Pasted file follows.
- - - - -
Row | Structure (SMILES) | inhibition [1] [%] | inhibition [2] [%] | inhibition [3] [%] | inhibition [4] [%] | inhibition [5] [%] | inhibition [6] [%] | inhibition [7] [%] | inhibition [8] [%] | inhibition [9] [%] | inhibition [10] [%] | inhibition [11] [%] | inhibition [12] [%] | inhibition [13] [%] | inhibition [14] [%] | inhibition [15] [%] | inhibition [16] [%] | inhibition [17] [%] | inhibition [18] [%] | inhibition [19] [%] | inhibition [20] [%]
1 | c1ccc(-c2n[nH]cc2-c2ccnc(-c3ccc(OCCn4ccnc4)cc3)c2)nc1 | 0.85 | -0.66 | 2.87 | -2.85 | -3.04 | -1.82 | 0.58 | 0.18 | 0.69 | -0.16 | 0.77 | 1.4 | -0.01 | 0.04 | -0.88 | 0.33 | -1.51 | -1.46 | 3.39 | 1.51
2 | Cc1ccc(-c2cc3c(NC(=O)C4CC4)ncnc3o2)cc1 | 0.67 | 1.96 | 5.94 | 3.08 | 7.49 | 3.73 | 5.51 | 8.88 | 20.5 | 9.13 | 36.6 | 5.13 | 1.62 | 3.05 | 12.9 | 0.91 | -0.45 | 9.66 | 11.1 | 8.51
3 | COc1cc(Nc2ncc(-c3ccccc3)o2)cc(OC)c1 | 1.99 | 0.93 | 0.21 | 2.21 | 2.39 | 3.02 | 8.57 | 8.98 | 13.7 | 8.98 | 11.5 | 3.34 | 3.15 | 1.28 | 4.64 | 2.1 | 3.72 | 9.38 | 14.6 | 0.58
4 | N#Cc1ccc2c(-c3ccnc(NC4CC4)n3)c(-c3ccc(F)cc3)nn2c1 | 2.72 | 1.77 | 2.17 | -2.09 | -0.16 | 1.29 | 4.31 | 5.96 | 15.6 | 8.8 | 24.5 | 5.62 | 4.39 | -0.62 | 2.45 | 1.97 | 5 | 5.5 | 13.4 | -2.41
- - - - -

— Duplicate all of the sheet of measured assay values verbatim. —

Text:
Row | Structure (SMILES) | inhibition [1] [%] | inhibition [2] [%] | inhibition [3] [%] | inhibition [4] [%] | inhibition [5] [%] | inhibition [6] [%] | inhibition [7] [%] | inhibition [8] [%] | inhibition [9] [%] | inhibition [10] [%] | inhibition [11] [%] | inhibition [12] [%] | inhibition [13] [%] | inhibition [14] [%] | inhibition [15] [%] | inhibition [16] [%] | inhibition [17] [%] | inhibition [18] [%] | inhibition [19] [%] | inhibition [20] [%]
1 | c1ccc(-c2n[nH]cc2-c2ccnc(-c3ccc(OCCn4ccnc4)cc3)c2)nc1 | 0.85 | -0.66 | 2.87 | -2.85 | -3.04 | -1.82 | 0.58 | 0.18 | 0.69 | -0.16 | 0.77 | 1.4 | -0.01 | 0.04 | -0.88 | 0.33 | -1.51 | -1.46 | 3.39 | 1.51
2 | Cc1ccc(-c2cc3c(NC(=O)C4CC4)ncnc3o2)cc1 | 0.67 | 1.96 | 5.94 | 3.08 | 7.49 | 3.73 | 5.51 | 8.88 | 20.5 | 9.13 | 36.6 | 5.13 | 1.62 | 3.05 | 12.9 | 0.91 | -0.45 | 9.66 | 11.1 | 8.51
3 | COc1cc(Nc2ncc(-c3ccccc3)o2)cc(OC)c1 | 1.99 | 0.93 | 0.21 | 2.21 | 2.39 | 3.02 | 8.57 | 8.98 | 13.7 | 8.98 | 11.5 | 3.34 | 3.15 | 1.28 | 4.64 | 2.1 | 3.72 | 9.38 | 14.6 | 0.58
4 | N#Cc1ccc2c(-c3ccnc(NC4CC4)n3)c(-c3ccc(F)cc3)nn2c1 | 2.72 | 1.77 | 2.17 | -2.09 | -0.16 | 1.29 | 4.31 | 5.96 | 15.6 | 8.8 | 24.5 | 5.62 | 4.39 | -0.62 | 2.45 | 1.97 | 5 | 5.5 | 13.4 | -2.41